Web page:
WSOP Rules

Plenty of poker players are getting ready for the 2022 World Series of Poker, including planning their WSOP schedule for the summer, brushing up on strategy, or getting ready for their trip to Las Vegas.

And although most poker players will know the rules of poker by now, here are some WSOP rules that you may not have even heard of!

2022 World Series of Poker Hub

Bookmark this page! All you need to know about the 2022 WSOP is here.

WSOP Events May Be Suspended Due to Bad Weather

Everyone will remember the craziness of 2019, when a 7.1 magnitude earthquake rocked the Rio during Day 1c of the WSOP Main Event.

But the WSOP rules make an allowance for more severe weather that might impact their tournaments!

According to the official tournament rules, if a tournament cannot run because of the weather, or other reasons such as computer virus, unauthorized intervention, technical failures or fraud, the tournament may be cancelled, terminated, modified or suspended.


Read More: With the Schedule Out, Here’s What Will Be Different at the 2022 WSOP


There Are Five Different Sanctions the WSOP Can Impose on a Player

Most people know that if you break the rules at the WSOP you can get kicked out of the tournament, or even the casino itself.

But the WSOP rules actually lay out five specific sanctions that can be imposed on a player who compromises the “competitive integrity” of the WSOP.

  1. Forfeiture of Chips
  2. Forfeiture of Prize Money
  3. Ejection from an Event or the entire WSOP tournament
  4. Loss of privilege to participate in future WSOP Events
  5. Exclusion from entering the premises of casino

“Excessive Chatter” is a Punishable Offense

Sorry Will Kassouf.


A PokerNews Debate: Did William Kassouf Deserve A Penalty?


William Kassouf

Crypto-Currency and Marijuana Company Patches Are Banned from TV Tables

It’s every poker player’s dream to make a feature table, or appear on a TV table broadcast to millions of poker fans around the world.

Many players wear patches at feature tables to advertise poker rooms, training tools or other companies. However, there are rules stating that the WSOP reserves the right to ban any apparel “deemed objectionable”.

This includes, as stated in the WSOP rules, any apparel with images or logos associated with crypto-currency and marijuana products.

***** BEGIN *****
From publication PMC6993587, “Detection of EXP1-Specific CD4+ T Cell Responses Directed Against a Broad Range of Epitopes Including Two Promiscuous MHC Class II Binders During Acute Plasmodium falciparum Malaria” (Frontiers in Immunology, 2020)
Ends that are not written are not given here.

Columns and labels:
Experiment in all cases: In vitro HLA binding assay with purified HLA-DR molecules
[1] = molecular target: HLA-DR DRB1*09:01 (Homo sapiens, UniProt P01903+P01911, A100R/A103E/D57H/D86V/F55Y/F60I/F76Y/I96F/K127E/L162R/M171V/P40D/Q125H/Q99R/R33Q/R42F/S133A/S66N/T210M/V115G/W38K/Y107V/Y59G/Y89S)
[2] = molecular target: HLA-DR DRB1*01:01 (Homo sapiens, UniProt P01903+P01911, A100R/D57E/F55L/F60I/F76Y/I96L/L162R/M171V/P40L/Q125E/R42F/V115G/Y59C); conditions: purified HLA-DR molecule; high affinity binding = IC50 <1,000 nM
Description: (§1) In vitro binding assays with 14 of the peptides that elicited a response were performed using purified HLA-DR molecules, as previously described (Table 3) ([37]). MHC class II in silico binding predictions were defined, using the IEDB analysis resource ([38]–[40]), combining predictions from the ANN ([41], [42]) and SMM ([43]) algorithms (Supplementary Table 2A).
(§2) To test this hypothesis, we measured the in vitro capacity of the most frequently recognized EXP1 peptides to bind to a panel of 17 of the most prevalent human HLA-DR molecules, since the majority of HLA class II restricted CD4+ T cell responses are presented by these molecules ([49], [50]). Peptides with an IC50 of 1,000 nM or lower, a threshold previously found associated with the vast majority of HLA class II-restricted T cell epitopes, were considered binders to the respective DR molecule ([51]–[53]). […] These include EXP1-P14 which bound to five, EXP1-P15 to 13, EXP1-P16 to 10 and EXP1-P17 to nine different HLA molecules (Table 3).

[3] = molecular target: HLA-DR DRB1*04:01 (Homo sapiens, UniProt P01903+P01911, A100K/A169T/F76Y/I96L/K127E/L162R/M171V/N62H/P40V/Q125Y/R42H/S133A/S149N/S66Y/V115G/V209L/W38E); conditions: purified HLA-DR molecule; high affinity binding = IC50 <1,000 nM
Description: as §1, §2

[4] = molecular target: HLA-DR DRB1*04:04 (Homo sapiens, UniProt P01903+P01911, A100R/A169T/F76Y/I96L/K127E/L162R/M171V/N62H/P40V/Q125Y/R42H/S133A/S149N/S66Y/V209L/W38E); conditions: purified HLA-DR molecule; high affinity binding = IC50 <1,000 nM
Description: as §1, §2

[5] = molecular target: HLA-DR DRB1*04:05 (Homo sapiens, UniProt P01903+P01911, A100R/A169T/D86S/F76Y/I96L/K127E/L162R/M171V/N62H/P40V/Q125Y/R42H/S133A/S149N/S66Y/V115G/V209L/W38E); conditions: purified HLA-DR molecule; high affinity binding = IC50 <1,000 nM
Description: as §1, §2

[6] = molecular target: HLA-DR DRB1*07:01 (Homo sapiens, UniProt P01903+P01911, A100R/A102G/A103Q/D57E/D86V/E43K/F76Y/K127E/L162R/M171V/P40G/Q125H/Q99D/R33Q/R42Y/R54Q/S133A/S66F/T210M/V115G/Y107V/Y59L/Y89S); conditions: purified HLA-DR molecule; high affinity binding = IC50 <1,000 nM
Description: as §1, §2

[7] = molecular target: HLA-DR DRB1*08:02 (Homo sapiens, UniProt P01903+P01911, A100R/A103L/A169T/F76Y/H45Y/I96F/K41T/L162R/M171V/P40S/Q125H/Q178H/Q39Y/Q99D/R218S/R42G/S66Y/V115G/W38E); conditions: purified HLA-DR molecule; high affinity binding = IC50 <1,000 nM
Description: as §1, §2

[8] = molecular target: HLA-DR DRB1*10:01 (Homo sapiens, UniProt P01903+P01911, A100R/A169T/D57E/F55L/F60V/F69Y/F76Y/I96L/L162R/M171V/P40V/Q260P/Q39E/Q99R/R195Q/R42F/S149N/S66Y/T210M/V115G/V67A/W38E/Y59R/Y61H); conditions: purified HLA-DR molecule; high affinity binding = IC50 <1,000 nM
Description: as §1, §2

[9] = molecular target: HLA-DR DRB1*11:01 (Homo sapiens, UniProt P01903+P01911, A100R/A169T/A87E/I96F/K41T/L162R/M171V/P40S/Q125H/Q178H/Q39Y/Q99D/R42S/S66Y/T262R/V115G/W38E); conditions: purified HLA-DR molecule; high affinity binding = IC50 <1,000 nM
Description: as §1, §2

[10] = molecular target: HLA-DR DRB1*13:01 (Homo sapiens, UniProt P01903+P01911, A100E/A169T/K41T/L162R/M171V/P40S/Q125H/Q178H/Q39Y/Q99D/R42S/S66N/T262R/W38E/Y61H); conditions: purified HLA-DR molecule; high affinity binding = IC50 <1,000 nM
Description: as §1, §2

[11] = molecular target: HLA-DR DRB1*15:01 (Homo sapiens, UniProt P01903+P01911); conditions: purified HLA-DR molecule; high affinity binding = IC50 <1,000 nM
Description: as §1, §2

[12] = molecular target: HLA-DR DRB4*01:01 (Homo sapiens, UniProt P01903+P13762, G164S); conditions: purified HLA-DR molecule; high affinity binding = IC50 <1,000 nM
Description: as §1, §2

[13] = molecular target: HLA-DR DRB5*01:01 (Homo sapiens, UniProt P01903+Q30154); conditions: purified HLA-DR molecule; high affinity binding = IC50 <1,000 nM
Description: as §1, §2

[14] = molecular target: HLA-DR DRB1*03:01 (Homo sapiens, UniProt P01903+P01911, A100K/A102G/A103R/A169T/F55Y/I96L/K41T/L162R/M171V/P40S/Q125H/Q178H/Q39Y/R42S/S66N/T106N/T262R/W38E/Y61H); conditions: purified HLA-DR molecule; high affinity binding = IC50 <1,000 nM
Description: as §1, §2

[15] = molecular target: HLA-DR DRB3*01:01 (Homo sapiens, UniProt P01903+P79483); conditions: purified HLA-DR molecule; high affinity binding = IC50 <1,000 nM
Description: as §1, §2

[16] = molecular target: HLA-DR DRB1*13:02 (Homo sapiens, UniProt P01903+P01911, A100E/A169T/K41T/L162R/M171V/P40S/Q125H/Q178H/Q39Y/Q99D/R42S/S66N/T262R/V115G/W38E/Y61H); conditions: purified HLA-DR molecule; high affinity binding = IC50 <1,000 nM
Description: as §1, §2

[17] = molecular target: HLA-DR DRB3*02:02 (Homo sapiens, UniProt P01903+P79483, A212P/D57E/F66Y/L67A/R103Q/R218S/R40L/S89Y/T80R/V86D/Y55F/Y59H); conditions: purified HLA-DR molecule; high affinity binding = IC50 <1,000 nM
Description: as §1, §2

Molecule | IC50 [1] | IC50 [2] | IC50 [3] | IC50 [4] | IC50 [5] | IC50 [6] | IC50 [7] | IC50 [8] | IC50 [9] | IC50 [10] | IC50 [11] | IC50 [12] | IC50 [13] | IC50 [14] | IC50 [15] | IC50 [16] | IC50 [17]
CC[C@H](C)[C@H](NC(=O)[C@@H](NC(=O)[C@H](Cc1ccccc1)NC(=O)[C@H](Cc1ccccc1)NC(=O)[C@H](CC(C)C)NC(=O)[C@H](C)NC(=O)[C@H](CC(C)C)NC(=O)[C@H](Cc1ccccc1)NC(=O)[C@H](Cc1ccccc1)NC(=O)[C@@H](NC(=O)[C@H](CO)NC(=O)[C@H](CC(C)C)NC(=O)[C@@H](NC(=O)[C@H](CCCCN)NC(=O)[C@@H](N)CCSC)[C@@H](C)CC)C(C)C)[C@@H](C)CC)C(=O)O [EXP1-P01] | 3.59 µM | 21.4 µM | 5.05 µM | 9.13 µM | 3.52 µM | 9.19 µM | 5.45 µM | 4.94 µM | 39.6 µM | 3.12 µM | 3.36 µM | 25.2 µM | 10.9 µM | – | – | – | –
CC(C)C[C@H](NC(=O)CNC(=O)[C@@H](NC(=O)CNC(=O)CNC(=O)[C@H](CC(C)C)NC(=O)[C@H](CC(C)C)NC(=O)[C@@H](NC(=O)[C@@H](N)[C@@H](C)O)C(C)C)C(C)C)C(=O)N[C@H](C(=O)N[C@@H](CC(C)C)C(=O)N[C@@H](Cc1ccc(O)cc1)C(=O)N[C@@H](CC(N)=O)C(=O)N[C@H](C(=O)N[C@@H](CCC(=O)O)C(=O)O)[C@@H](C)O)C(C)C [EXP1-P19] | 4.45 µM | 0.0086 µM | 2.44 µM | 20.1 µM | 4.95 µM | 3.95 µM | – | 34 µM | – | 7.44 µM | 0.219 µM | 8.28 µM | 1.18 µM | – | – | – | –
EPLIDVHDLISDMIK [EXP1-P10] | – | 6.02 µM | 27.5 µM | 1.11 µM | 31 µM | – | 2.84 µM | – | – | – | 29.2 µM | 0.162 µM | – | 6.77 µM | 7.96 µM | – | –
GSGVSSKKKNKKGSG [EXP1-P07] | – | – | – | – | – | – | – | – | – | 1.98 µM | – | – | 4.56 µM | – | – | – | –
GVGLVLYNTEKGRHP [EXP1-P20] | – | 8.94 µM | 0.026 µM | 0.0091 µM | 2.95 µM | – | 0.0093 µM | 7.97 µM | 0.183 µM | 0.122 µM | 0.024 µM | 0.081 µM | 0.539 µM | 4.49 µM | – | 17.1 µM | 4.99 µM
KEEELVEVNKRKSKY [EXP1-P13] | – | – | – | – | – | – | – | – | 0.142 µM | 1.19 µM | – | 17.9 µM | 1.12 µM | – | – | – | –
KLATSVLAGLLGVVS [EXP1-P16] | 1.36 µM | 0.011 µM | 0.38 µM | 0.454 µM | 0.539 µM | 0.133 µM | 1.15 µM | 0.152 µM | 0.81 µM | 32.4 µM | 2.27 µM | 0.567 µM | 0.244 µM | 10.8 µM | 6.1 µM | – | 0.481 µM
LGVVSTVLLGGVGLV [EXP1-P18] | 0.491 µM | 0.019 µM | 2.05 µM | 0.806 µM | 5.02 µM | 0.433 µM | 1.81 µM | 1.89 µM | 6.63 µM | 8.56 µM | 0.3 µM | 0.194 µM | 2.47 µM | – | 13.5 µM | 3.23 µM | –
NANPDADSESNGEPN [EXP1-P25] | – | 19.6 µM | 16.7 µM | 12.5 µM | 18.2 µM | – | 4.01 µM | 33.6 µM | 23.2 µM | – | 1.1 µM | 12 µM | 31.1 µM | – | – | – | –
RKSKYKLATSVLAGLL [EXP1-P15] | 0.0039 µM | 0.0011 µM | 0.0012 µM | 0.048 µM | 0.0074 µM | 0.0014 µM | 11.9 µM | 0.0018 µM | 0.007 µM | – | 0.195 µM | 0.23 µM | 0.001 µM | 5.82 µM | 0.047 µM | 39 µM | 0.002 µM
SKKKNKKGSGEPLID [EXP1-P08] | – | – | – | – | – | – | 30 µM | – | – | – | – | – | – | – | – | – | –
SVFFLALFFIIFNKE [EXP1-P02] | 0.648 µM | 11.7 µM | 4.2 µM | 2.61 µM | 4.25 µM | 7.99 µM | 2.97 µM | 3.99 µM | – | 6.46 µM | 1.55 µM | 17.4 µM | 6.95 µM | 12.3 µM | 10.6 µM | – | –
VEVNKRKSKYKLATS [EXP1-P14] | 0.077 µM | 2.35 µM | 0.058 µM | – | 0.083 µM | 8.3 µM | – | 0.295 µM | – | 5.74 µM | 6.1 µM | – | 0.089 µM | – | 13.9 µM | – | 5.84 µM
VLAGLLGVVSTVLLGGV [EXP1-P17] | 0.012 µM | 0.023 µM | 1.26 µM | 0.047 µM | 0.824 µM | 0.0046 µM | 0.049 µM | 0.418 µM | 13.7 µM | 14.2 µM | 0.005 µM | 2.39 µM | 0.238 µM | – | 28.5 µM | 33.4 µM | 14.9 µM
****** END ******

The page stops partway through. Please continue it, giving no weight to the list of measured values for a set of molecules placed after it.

Read More: Pot-Limit? How New Vegas Marijuana Laws Might Affect WSOP


Betting the Pot in No-Limit Hold’em

Fans of Pot-Limit Omaha will already know that betting the pot means that you intend to bet the amount of money or chips that is already in the middle.

However, players who announce “pot” in No-Limit game such as No-Limit Hold’em means that they will have to make a minimum bet.

Stacking in 20s

Want to make it easier for PokerNews reporters to see how big your stack is? Wanna avoid being interrupted by players asking “How much are you playing?” every hand? Stacking in 20s is the easiest way for everyone — including yourself — to see how many chips you have.

However, according to the WSOP rules this isn’t mandatory, only “recommended as standard”.

Chip Stacks & Cards

What Happens If You Find a Joker In Your Hand?

This may be unlikely to happen at the 2022 WSOP, considering there are no games on the WSOP schedule that involve a joker.

However, if you do act on a hand with a joker as a hole-card, your hand is declared dead. If you find one, tell the dealer.

When Table Talk is Allowed

And finally, table talk. A curious quirk of the WSOP rules actually mean that players are allowed to tell one another what they have. With no repercussions!

However, there are some specifics. The two playes need to be the final two in a heads-up tournament. According to the rules players “may speak freely regarding the contents of their hands.”

Name Surname
Will Shillibier

Executive Editor E.U.

Will Shillibier is based in the United Kingdom. He graduated from the University of Kent in 2017 with a B.A. in German, and then studied for a NCTJ Diploma in Sports Journalism at Sportsbeat in Manchester. He previously worked as a freelance live reporter, and video presenter for the World Poker Tour.



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